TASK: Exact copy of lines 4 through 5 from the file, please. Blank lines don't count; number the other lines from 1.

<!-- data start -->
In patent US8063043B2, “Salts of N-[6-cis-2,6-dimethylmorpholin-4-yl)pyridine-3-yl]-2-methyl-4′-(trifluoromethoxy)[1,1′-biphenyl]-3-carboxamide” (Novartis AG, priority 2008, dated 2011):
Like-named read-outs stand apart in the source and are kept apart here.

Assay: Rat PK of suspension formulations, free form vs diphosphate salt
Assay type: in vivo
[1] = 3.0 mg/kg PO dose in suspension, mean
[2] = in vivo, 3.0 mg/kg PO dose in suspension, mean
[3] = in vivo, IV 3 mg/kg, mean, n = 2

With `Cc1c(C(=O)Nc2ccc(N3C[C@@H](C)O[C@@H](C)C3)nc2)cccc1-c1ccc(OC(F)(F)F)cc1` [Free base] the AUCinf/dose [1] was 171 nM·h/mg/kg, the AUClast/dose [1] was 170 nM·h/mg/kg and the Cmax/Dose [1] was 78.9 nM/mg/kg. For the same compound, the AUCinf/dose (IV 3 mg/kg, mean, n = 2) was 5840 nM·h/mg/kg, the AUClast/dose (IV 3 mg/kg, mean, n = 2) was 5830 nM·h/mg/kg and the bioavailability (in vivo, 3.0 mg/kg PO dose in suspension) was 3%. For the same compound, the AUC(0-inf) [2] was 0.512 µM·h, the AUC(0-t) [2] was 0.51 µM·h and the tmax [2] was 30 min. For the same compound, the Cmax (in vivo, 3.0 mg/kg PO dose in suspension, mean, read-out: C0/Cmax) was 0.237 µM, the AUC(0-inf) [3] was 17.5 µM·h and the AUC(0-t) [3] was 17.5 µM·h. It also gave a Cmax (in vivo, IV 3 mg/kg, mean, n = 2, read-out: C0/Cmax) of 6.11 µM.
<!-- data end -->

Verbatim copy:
Assay type: in vivo
[1] = 3.0 mg/kg PO dose in suspension, mean